As efforts like After The Buzz, the Pocketnow U-Review, and Empty Nest demonstrate, we’re constantly searching for fresh ways to review mobile technology. The newest product of those efforts is Pocketnow’s “Review Rebuttal” series, in which a member of our team is assigned to test a smartphone or tablet that’s already gone through our standard review process. While the resulting video or editorial doesn’t affect the “official” Pocketnow review score, we hope it provides added context by showcasing an editor’s personal opinion, rather than a team-wide consensus.
We call it the “rebuttal” because the new opinion sometimes differs significantly from the thrust of the original review. Rather than reject or bury that, we think the dissenting opinion is valuable – and we present it for your evaluation alongside select product reviews.
I’m a simple man. I’m not sure if I have ADD, OCD, or some other letter combination, but I’m a feast-or-famine kind of guy. I’m generally all-in, or I’m all out. I love it, or I couldn’t care less about it. The reason I’m telling you this and not my therapist, is because of this review rebuttal. The Huawei Honor 8 is the embodiment of me in a phone. It’s is a dichotomy of love and hate that forms the perfect storm into one spectacular, while at the same time completely frustrating, phone. So if you’re comfortable at either end of a spectrum, come along for the ride, as I don the royal “we” and wade into this device.
From a hardware perspective, the Honor 8 is a great phone. When you simply hold this phone, you feel like you’re holding hardware that should cost twice as much. It’s that good. It’s hard to explain exactly what feels so great about this phone, but it is superb. We are tempted to use expletives to describe how truly wonderful this phone looks and feels, but this is a family-friendly site. So it might not seem like we’re not emphasizing enough just how wonderful a gift Huawei has bestowed on all of us, but this hardware is the best we have held, ever. Period. So let’s get into specifics.
On the outside, the Honor 8 is a glass sandwich, front and back. On the front, a 5.2” 1080p display is adequate by today’s standards, but only just. But on the back, Huawei’s 15-layer glass sheathing is wonderful to behold. The way the light plays off of the back of this phone is just so sharp looking, it begs people around you to stop and ask you about your phone. It’s a truly unique look that makes the Honor 8 literally and figuratively shine above all other phones released this year, and possibly ever. In the first 24 hours of ownership, we promise you, you will spend almost as much time staring at the back of the phone as you will staring at the front.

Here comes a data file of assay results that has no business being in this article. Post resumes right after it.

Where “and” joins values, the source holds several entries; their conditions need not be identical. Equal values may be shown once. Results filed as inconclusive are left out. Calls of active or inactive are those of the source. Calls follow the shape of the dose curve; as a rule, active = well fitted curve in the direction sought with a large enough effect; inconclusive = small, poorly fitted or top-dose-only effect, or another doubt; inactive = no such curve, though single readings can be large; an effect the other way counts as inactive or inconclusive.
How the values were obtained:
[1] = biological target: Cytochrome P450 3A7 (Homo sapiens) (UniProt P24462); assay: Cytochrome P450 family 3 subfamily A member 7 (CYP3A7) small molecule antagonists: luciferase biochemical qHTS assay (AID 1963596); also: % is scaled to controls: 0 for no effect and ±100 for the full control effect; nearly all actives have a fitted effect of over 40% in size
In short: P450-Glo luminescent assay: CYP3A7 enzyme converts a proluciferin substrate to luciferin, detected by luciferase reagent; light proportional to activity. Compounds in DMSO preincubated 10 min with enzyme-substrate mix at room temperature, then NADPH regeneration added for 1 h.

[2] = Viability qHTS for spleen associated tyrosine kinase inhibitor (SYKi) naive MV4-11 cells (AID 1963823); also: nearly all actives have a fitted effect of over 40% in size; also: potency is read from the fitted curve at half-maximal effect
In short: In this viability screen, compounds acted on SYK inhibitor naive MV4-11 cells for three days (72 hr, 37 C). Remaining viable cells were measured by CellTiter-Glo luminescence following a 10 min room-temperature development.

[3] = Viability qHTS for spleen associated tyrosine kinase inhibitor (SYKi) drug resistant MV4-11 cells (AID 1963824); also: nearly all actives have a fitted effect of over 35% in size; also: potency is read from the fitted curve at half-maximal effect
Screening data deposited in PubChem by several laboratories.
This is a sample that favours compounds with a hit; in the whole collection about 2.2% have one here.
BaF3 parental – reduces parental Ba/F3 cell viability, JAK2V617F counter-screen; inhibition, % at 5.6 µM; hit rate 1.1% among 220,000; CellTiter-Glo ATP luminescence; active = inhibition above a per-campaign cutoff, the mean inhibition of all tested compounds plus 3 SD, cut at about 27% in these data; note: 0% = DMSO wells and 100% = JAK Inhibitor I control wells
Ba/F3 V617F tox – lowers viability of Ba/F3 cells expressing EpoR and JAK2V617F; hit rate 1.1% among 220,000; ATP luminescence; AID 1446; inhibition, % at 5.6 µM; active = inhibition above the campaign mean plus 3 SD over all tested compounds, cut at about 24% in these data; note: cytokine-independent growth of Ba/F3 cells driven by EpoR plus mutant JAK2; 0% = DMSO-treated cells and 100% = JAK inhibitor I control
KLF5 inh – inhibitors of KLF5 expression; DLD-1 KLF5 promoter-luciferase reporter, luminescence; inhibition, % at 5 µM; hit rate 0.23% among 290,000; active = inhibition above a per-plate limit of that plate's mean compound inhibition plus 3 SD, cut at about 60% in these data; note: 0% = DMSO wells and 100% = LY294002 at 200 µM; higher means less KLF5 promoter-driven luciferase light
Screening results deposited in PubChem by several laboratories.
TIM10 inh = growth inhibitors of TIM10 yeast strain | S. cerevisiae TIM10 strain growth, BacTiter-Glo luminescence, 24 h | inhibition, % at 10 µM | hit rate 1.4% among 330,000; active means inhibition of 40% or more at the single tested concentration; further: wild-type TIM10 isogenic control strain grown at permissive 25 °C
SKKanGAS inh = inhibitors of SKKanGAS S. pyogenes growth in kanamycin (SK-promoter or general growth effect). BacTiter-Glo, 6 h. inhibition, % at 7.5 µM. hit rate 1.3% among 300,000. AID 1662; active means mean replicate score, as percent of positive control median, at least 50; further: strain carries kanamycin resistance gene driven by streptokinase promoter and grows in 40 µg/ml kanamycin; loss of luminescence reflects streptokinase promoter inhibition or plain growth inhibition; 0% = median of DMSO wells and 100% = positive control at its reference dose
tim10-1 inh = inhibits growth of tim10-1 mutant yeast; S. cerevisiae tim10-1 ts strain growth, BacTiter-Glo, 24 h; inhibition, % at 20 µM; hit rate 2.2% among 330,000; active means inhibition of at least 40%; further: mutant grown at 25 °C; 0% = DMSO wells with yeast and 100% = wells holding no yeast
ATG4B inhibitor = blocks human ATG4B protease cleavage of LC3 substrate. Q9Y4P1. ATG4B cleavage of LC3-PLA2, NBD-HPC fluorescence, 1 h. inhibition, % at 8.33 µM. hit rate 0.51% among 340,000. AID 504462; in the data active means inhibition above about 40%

It is simply put, gorgeous.
Of course, it’s also a fingerprint magnet. There is no pun intended though since the back of this phone also holds one of the fastest and most accurate fingerprint sensors we’ve used. But the glass on the back of the phone is way more prone to fingerprints than any other phone we’ve used. This is a shame because fingerprints disrupt the beauty of the back.
The rest of the specs are pretty good in the midrange category. Our review unit came with 32 GB of onboard storage, expandable via MicroSD, and 4GB of RAM which complements the HiSilicon Kirin 950 Octa-core processor. Also included is an IR blaster which is really great for controlling the Blu-ray Player that your kids lost the remote for 18 months ago. Finally, the fingerprint sensor in the back also doubles as a quick actions button. A single press, double press, and long press can all initiate customizable app launches and other actions. This hardware is a home run, inside and out.
Now of course we come to the other end of the spectrum. The software on the Honor 8 is pretty much a dumpster fire. We have long prided ourselves on our ability to pick up any phone and use the software just fine. From the iPhone, to Touchwiz (going back to the GS III mind you), to other Android skins from Blu, ZTE, LG and more, software has never given us a bad impression. We’re willing to concede that some software has given us a mildly irritated impression, but never bad. Until now.
On the surface, it’s easy enough to not like EMUI – there’s no app drawer. That’s never bothered us in the past, and it doesn’t now. That’s not the problem. In fact, the software does a few neat tricks, which we will talk about and acknowledge, but the two things we interact with most on an operating system – the notification shade and multitasking – both cause us to don the rage face.
It’s fair to say that even the multitasking isn’t necessarily a bad experience, if you happen to miss iOS 8. Because the multitasking cards are reminiscent of that antiquated OS. It just feels old. It feels like we’re using a phone in 2013 – when the Cubs were still a godawful team. A phone in 2016 should never give you this feeling – it’s just gross, but not as gross as the notification shade.
Because that shade makes us throw up in our mouth a little bit every time we pull it down. To be fair, the time stamps along the left hand side are nicely organized, but the notification shade is divided between notifications and shortcuts. A swipe to the side moves you in between the two. You know what else a swipe to the side does in a notification shade? It dismisses notifications! Which is what we found ourselves doing more often than not.